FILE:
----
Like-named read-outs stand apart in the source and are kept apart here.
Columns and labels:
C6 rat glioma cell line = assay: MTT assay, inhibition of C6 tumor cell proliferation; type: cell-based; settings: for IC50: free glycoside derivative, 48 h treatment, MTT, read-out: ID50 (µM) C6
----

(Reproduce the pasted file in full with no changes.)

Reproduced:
Like-named read-outs stand apart in the source and are kept apart here.
Columns and labels:
C6 rat glioma cell line = assay: MTT assay, inhibition of C6 tumor cell proliferation; type: cell-based; settings: for IC50: free glycoside derivative, 48 h treatment, MTT, read-out: ID50 (µM) C6